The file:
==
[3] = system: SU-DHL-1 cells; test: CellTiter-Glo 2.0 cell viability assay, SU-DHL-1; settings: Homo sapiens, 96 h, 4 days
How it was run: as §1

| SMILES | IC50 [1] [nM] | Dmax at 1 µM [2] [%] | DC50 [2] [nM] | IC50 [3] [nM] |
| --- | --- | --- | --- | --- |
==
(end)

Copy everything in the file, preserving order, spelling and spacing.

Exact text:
[3] = system: SU-DHL-1 cells; test: CellTiter-Glo 2.0 cell viability assay, SU-DHL-1; settings: Homo sapiens, 96 h, 4 days
How it was run: as §1

| SMILES | IC50 [1] [nM] | Dmax at 1 µM [2] [%] | DC50 [2] [nM] | IC50 [3] [nM] |
| --- | --- | --- | --- | --- |